People are wonderfully complicated, and yet we’re essentially just carbon-based life forms (thank you Star Trek for that). Yep, I’m alluding to fashion, science fiction, other bloggers, and the Allegory of the Cave all in a few hundred words. These are not mutually exclusive. They all just serve to remind me that, no matter how well I know myself, and regardless of how I actually performed on the day of my observation, I am a combination of the sublime and the ridiculous. I wore my favorite Friday outfit (fashion), included music and metacognition (sublime), and told really bad jokes (ridiculous). All things considered, that’s not bad for a day in the life of human person perceiving myself using only the senses and reasoning to guide the way.


I Put This Moment Here

1986, senior year of college (don’t judge). One of my room mates was an artist, a creative person who acted the part of a tortured soul while wearing designer jeans and vacationing with friends. To be fair, we were all trying on personas; fortunately the tortured soul façade didn’t stick. One aspect that did was that she had incredible taste in music. My own musical choices were more Madonna and top-40 rock ballads punctuated with Safety Dance. Look it up and laugh if you must – it was big hair and loud voices for me. My friend, though, liked to explore the depths of her soul with acoustically jarring music in a range of styles. She liked my top-40 nonsense, but she also liked more experimental music. In particular, she played Laurie Anderson and Kate Bush almost, but not quite incessantly.

A set of lyrics from Kate Bush stayed with me. The name of the song didn’t, but I still remember Bush’s haunting, melodic whisper:

I put this moment … here

I put this moment … here

Many years and multiple top-40 hits later, I still think of this refrain. Perhaps the song itself was shocking, though obviously not enough that I remember anything else about it. The idea of placing memories in locations, almost like a collection, was brilliant, quite relatable for an overly enthusiastic 21 year old with no clear sense of direction. At the time, I figured if I just kept putting my moments … here, answers would reveal themselves to me because I had organized my memories so nicely.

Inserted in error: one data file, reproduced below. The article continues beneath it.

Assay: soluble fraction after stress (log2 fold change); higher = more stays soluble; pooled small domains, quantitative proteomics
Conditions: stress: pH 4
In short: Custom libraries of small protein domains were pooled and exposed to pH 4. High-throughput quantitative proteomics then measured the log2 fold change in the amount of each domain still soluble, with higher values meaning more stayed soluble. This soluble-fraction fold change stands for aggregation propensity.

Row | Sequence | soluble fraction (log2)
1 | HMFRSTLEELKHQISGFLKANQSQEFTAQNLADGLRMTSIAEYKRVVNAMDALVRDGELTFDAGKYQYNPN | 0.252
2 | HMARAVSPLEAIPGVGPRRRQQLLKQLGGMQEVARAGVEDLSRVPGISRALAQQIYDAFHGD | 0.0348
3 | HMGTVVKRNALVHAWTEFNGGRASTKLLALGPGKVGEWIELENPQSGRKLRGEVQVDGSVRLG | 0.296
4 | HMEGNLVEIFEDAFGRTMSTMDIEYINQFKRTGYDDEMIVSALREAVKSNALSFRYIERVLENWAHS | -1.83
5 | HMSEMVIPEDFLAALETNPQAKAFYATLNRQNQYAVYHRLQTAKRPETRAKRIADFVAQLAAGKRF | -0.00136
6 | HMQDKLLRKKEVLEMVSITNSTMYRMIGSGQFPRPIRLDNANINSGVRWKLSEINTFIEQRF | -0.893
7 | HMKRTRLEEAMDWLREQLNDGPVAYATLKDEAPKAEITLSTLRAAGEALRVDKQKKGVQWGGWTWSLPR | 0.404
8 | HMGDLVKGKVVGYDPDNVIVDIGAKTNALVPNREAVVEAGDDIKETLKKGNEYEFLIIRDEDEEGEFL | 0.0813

Obviously, it didn’t work out that way. Some of the moments I put away were painful, others were celebratory. Some didn’t get put away very well at all, their telltale reverberations ricocheting around my noggin. Those memories were the recurring ones: holidays, dinner around the table with my family, laughter in general.

This is, theoretically, the time of year when we give thanks. Some people pass their gratitude around the dinner table only to forget it by the time the pumpkin pie is served. I can rattle off a gargantuan list of what I’m grateful for (my family, friends, health, etc.), but truly one of the biggest things I’m grateful for is my memory. All those little mismatched moments piece together willy-nilly to make up my psyche. Depending on the time of year, the music playing in the background, or my mood, I sift through my memories like a child turns a kaleidoscope. Each memory is unique – and because it’s memory, it changes in the act of remembering.

I hadn’t thought about my roommate in a while, until today when I remembered those two lines as I was reflecting on a difficult moment. I own my internal conflict as much as my tranquility and it usually works out that both are within easy distance of each other. So the kaleidoscope turns, and I file another moment away until I need it again later. I was glad to remember an old friend, and I chuckled as I remembered our different yet harmonious blend of music. Kind of like us.